Tuesday, September 22, 2015

Carson clarifies

A visit to the dentist in medieval Persia. Via medievalists.net.
What's wrong with Muslims?
"Under Islamic Law, homosexuals – men and women alike – must be killed. Women must be subservient. And people following other religions must be killed," he continued. "I know that there are many peaceful Muslims who do not adhere to these beliefs. But until these tenants (sic) are fully renounced…I cannot advocate any Muslim candidate for President."
Obviously that's a lot worse than Biblical literalist Christianity in which only male homosexuals need to be put to death and the girls get away scot-free. I know that there are many peaceful Christians who do not agree with the death penalty for sodomy, including the members of Dr. Carson's Seventh-Day Adventist Church, who hold that
Not only those with homosexual tendencies, butt [sic] all persons who are trapped in behaviors or relationships that cause anxiety, shame, and guilt need the sympathetic ear of a trained and experienced Christian counselor.  No behavior is beyond the reach of God’s healing grace”
which certainly seems much nicer, even though Adventists do insist that people have to stop doing that stuff. Their position is certainly more inflexible, though, than that of the Hanafi jurists (the largest of the four schools of Sunni jurisprudence), who hold that homosexuality is not a hadd crime (for which punishment is specified in the Qur'an) and whether it needs to be punished at all is a matter for individual judges to decide and subject to changing social conventions:

Unlike in Christianity, there was a time in the Middle Ages when same-sex relations among Muslims were very broadly accepted socially and by many theologians as well:
The four schools of shari'a (Islamic law) disagreed on what punishment is appropriate for liwat. Abu Bakr Al-Jassas (d. 981 AD/370 AH) argued that the two hadiths on killing homosexuals "are not reliable by any means and no legal punishment can be prescribed based on them",[23] and the Hanafi school held that it does not merit any physical punishment, on the basis of a hadith that "Muslim blood can only be spilled for adultery, apostasy and homicide"; against this the Hanbali school inferred that sodomy is a form of adultery and must incur the same penalty, i.e. death.
Why the harsh view appears to have become more dominant in modern times I don't know, but perhaps they were influenced by contact with European Christians in the age of imperialism.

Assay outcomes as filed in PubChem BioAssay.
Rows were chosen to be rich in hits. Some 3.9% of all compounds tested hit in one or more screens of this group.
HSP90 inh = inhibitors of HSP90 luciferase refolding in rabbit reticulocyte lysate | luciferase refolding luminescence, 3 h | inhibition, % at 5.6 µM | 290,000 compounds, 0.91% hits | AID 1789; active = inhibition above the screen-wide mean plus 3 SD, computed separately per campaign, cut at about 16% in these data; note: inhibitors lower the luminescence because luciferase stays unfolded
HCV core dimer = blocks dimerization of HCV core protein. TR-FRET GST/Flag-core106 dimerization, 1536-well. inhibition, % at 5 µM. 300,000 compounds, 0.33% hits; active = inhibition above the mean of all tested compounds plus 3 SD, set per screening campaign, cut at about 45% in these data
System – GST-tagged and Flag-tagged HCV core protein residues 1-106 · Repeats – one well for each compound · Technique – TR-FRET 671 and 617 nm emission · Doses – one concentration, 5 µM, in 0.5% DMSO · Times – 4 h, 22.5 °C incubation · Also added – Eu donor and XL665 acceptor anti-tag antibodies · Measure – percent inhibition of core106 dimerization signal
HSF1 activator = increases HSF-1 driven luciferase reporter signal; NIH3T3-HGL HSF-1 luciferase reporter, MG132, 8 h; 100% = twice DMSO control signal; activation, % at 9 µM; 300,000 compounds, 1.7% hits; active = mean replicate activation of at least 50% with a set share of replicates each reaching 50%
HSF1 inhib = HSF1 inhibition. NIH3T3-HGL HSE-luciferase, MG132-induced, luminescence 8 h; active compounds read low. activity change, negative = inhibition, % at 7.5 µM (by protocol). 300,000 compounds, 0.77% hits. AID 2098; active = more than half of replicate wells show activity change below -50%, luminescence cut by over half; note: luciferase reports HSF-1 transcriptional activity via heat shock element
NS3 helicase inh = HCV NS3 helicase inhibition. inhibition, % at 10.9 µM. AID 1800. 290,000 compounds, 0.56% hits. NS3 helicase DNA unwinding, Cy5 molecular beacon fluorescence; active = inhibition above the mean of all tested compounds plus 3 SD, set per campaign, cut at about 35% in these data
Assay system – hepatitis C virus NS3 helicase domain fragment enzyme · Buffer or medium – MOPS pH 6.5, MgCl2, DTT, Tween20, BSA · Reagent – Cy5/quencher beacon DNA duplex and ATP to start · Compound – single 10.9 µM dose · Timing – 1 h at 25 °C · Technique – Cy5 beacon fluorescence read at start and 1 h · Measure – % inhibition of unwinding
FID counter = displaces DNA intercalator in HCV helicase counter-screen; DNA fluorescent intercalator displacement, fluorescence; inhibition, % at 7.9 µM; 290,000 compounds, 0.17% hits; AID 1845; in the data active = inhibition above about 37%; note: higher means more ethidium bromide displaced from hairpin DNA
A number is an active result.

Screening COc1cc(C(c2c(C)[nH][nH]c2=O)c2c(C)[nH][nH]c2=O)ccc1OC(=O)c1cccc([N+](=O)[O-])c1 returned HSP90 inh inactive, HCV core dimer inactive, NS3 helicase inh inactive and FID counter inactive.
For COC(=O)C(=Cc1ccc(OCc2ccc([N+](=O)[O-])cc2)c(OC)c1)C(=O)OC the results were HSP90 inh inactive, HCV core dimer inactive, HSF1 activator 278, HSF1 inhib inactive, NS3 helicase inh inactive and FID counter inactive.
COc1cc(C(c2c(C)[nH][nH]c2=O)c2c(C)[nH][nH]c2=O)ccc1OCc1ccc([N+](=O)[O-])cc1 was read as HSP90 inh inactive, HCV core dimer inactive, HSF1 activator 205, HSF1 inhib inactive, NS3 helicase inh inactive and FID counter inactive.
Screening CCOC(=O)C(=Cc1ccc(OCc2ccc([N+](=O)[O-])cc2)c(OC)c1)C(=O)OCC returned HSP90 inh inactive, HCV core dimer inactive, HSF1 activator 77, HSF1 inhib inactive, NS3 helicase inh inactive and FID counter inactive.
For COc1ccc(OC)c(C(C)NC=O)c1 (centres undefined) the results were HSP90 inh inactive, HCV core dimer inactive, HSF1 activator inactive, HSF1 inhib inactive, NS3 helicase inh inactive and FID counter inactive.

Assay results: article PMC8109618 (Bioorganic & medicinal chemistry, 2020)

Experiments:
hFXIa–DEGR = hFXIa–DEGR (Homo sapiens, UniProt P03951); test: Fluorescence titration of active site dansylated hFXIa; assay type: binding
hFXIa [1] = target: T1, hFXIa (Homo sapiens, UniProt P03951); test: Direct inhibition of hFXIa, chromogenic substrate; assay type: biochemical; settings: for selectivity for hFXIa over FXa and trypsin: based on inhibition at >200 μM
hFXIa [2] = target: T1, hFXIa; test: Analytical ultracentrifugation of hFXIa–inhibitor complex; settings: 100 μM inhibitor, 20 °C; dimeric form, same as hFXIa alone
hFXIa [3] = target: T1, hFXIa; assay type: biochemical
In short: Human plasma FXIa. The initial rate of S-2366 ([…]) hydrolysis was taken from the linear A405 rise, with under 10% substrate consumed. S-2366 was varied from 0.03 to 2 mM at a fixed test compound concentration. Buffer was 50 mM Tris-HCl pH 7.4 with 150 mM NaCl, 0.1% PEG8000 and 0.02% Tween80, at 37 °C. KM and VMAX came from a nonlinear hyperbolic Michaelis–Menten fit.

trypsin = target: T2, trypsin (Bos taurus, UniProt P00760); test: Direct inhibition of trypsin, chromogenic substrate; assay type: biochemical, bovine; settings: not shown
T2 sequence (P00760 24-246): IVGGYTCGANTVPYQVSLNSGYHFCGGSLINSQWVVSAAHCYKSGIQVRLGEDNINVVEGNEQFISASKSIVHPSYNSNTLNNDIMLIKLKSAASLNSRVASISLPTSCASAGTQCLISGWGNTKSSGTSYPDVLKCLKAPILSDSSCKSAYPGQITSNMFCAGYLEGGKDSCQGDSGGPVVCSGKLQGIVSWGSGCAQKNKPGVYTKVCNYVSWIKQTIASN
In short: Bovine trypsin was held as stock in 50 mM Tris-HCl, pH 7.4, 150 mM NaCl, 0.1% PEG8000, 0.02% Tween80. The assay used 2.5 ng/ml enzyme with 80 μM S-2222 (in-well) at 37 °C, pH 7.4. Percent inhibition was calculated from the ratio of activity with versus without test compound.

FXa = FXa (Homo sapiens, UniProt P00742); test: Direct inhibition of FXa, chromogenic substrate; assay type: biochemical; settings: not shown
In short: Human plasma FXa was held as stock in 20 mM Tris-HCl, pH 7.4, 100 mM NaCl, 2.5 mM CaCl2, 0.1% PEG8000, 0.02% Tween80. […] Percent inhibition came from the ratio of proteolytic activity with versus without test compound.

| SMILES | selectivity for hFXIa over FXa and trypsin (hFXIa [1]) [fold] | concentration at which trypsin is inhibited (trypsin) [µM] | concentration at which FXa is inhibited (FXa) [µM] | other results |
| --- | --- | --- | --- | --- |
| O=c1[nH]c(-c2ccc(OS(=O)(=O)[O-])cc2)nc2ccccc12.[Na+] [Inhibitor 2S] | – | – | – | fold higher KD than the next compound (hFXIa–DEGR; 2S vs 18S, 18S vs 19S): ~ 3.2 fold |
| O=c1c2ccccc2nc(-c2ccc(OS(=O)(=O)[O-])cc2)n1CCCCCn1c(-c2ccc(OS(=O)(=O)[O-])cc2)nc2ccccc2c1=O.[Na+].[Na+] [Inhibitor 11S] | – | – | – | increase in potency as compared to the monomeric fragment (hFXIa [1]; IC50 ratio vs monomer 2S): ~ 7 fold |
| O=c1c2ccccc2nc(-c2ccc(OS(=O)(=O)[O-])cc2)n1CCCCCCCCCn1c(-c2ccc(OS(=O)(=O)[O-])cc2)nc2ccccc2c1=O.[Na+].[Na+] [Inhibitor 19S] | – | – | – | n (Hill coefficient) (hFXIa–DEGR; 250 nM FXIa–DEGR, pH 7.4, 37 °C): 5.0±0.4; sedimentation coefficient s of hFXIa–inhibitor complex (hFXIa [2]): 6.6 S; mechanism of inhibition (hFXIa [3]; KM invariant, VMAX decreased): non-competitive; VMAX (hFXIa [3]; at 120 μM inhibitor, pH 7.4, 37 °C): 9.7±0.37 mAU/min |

As Dr. Carson doesn't cite his sources for his interpretation of Islamic law, I can't evaluate it, but I find that the Prophet didn't feel that way about "people following other religions" with whom he wasn't at war, as governor of Medina:
“Beware!  Whoever is cruel and hard on a non-Muslim minority, or curtails their rights, or burdens them with more than they can bear, or takes anything from them against their free will; I (Prophet Muhammad) will complain against the person on the Day of Judgment.” (Abu Dawud)
Carson on the Hannity show went on to say:
"Now, if someone has a Muslim background, and they’re willing to reject those tenets and to accept the way of life that we have, and clearly will swear to place our Constitution above their religion, then of course they will be considered infidels and heretics, but at least I would then be quite willing to support them."
He's allowed to vote that way if he wants, but he's very wrong on what the Constitution demands; I'd rather look at the candidate not through the lens of my beliefs about her or his religion but how she or he has lived and spoken. I'd rather follow the advice of John F. Kennedy, September 12 1960:
I ask you tonight to follow in that tradition, to judge me on the basis of my record of 14 years in Congress, on my declared stands against an ambassador to the Vatican, against unconstitutional aid to parochial schools, and against any boycott of the public schools (which I have attended myself)— instead of judging me on the basis of these pamphlets and publications we all have seen that carefully select quotations out of context from the statements of Catholic church leaders, usually in other countries, frequently in other centuries, and always omitting, of course, the statement of the American Bishops in 1948, which strongly endorsed church-state separation, and which more nearly reflects the views of almost every American Catholic. 

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